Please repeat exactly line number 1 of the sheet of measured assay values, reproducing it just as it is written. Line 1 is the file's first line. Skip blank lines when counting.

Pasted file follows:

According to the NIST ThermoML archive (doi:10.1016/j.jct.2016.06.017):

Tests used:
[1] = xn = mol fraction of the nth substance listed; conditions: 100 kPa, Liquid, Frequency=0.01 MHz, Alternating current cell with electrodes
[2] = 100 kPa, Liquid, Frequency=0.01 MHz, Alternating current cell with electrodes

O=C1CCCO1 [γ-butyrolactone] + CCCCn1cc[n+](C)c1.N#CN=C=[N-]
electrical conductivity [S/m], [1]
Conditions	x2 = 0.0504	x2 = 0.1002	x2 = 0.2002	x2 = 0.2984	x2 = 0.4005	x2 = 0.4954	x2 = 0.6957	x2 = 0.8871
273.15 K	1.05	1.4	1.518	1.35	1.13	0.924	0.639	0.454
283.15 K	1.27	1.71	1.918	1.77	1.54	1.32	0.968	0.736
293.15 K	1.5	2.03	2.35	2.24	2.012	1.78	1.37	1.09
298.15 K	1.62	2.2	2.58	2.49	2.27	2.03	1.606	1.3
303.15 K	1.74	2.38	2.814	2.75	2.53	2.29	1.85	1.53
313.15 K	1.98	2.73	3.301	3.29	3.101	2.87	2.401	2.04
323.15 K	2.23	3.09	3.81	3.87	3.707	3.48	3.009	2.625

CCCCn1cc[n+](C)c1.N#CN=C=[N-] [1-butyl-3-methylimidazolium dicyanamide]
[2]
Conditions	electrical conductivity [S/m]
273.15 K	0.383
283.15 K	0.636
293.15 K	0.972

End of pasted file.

According to the NIST ThermoML archive (doi:10.1016/j.jct.2016.06.017):